High Power Ultra Short Duration Ablation with HD Grid Improves Freedom from Atrial Fibrillation and Redo Procedures Compared to Circular Mapping Catheter
John D. Day1, Brian Crandall2, Sriharsha Kanuri2, Michael Cutler2, Jeffrey Osborn2, Jared Miller2, Charles Mallender3, Dhanunjaya Lakkireddy4
1Electrophysiology, Intermountain Medical Center Heart Institute, Murray, Utah.2Arrhythmia Research Fellow, Kansas City Heart Rhythm Institute (KCHRI), Overland Park, KS, USA.3Internal Medicine, Intermountain Medical Center Heart Institute, Murray, Utah.4Executive Medical Director, Kansas City Heart Rthym Institute, Overland Park, KS, US.
High power ultra-short duration (HPUSD) ablation has been advocated to prevent esophageal injuries during atrial fibrillation (AF) ablation procedures. Prior research using the standard circular mapping catheter (CMC) has shown that ultra-short ablations may compromise lesion durability resulting in an increased need for redo procedures. The purpose of this study was to determine if HD mapping of concealed pulmonary vein (PV) connections could improve freedom from atrial fibrillation and redo procedures compared to CMC guided AF ablation.
A total of 472 consecutive first time AF ablation procedure patients with at least one year of follow up were included with an average follow-up of 18 months. HPUSD AF ablation consisted of 50 W for 2-3 seconds on the posterior wall and 5-15 seconds on the anterior wall of the left atrium. Acute pulmonary vein isolation (PVI) was defined as no concealed 1) PV signals, 2) activation into PVs, or 3) voltage into PVs with no intra-procedural waiting period utilizing the HD Grid catheter versus entrance/exit block with a 30-minute wait with the circular mapping catheter. Freedom from atrial fibrillation and all atrial arrhythmias following a 90-day blanking period were assessed.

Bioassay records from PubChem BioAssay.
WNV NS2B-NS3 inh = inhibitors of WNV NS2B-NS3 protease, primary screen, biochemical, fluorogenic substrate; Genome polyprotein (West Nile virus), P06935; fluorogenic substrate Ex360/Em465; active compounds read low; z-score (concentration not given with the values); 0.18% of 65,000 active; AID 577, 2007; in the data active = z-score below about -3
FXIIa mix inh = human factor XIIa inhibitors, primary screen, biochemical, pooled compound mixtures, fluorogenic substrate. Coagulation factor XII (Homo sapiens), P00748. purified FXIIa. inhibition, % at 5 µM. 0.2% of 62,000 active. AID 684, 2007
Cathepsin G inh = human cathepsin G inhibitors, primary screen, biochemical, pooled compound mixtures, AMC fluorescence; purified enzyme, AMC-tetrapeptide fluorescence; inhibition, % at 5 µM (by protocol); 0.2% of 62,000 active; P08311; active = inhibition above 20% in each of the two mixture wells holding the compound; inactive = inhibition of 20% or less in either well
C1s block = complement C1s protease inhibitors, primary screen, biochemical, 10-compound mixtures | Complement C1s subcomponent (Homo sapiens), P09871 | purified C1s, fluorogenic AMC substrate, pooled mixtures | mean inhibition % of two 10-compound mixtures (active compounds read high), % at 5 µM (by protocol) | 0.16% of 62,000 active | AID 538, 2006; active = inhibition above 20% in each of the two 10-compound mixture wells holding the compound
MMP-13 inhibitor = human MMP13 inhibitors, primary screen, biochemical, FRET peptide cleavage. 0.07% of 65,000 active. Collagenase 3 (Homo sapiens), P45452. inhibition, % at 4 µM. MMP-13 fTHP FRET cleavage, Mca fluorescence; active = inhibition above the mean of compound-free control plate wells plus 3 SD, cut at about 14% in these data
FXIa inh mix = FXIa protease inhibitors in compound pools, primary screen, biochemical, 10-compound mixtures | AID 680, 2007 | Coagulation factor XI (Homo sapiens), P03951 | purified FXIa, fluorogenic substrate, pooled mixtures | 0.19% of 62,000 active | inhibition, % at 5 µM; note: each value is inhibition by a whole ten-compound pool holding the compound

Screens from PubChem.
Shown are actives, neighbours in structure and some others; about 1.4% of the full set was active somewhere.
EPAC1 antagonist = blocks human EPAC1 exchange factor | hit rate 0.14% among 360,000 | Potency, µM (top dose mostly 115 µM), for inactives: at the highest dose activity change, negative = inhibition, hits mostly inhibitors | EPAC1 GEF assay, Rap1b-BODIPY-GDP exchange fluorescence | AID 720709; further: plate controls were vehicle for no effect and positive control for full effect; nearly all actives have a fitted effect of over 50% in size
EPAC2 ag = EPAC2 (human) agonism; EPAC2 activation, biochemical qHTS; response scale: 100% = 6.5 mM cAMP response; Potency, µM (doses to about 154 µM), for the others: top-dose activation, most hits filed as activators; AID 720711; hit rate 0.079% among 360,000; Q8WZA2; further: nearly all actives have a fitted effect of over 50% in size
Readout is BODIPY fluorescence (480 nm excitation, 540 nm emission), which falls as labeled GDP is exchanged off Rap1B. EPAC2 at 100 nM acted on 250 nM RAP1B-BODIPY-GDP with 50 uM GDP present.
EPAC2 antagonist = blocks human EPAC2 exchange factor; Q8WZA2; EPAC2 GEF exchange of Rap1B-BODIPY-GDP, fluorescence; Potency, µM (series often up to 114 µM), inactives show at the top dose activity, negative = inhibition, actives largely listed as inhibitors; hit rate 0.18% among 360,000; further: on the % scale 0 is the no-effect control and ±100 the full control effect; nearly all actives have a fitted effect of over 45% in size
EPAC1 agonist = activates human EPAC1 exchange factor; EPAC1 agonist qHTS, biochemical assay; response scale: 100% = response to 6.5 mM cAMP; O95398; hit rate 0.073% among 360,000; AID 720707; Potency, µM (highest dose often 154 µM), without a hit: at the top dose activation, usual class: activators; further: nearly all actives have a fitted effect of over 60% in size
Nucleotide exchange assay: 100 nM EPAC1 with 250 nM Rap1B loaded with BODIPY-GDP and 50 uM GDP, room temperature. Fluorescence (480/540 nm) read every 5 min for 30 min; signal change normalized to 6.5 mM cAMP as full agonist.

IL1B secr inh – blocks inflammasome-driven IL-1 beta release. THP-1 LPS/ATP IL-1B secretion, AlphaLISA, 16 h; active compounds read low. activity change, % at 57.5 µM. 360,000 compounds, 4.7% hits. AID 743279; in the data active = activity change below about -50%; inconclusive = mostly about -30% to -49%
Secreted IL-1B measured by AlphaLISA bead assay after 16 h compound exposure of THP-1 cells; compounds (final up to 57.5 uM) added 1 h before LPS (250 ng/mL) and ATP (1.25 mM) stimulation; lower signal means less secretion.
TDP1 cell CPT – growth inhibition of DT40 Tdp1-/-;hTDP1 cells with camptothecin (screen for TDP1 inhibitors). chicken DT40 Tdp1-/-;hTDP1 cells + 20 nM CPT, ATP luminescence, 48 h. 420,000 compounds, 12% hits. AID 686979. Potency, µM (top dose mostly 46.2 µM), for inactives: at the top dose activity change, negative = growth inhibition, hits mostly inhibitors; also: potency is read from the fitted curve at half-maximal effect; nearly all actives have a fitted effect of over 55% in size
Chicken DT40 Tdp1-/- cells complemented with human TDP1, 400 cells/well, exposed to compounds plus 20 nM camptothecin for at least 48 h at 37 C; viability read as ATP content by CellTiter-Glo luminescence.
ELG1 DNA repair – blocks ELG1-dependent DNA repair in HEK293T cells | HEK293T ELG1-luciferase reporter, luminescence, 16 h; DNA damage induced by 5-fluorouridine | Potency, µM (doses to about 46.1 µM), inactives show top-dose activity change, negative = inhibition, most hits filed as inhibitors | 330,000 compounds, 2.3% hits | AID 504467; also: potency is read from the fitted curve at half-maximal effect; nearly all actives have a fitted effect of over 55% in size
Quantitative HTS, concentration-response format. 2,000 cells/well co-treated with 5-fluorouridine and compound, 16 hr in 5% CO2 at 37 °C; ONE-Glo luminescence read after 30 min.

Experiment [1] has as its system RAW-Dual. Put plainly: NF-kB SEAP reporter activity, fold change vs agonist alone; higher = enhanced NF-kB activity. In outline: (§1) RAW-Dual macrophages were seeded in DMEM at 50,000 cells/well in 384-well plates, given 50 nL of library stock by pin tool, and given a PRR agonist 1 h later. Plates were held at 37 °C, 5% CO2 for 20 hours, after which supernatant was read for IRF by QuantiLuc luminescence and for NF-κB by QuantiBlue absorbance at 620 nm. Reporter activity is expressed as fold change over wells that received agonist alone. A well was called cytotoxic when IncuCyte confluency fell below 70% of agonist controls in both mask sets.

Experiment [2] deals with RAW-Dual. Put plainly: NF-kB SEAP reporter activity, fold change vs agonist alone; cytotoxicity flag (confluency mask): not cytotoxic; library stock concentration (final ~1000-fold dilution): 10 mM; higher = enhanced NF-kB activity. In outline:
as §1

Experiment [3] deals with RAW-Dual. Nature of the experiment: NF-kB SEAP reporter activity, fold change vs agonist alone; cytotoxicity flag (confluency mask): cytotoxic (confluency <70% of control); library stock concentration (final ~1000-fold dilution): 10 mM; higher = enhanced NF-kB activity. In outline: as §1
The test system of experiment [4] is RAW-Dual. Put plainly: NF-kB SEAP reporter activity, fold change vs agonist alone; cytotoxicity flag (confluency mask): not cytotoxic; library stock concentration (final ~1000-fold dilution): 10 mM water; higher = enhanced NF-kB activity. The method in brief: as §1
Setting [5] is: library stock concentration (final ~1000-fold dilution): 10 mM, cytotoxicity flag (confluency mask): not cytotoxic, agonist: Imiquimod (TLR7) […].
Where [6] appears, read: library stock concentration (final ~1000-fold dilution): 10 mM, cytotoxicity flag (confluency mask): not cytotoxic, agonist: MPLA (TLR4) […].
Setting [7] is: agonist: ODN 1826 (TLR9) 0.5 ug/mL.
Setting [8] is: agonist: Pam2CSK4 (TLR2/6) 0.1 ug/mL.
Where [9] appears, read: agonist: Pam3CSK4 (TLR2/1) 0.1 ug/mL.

Acute pulmonary vein isolation was achieved in all 472 patients. HPUSD ablation using the HD Grid was associated with shorter procedure (70.2 vs 104.3 minutes, p<0.001) and fluoroscopy times (4.2 vs 15.0 minutes, p<0.001) when compared to CMC. The recurrence of any atrial arrhythmias at 1 year was 13% with HD Grid and 25% with CMC (p<0.001) with the need for redo procedures of 6% for HD Grid and 20% for CMC (p<0.001). No esophageal ulcerations/perforations were seen. No deaths, strokes, or TIAs were observed in either group.
HPUSD AF Ablation, as guided by HD Grid mapping, may prevent esophageal injuries while at the same time improve freedom from any atrial arrhythmias and the need for redo procedures. Procedure and fluoroscopy times were also significantly decreased when compared to traditional CMC mapping.